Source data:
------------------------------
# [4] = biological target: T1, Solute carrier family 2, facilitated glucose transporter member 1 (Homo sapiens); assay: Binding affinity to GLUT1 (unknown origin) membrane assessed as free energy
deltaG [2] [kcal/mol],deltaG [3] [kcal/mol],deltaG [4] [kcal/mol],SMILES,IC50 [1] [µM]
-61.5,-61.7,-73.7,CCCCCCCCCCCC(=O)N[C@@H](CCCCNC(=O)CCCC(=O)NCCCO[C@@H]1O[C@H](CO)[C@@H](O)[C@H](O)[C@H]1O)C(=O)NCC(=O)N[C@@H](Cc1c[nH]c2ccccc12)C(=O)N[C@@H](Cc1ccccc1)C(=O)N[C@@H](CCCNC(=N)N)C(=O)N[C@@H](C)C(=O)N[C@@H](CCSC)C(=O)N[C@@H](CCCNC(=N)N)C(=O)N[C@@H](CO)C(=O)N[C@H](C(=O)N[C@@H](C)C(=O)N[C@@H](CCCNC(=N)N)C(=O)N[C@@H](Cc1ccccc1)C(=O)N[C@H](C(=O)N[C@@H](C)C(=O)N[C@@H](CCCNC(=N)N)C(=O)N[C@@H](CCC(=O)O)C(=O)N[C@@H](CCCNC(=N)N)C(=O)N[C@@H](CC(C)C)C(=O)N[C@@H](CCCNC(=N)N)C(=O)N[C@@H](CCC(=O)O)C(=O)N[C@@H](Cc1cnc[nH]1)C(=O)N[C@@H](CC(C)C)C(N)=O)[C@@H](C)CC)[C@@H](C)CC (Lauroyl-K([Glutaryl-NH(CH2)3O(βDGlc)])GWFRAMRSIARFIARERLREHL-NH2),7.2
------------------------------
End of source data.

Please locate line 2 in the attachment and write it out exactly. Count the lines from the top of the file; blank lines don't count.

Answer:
deltaG [2] [kcal/mol],deltaG [3] [kcal/mol],deltaG [4] [kcal/mol],SMILES,IC50 [1] [µM]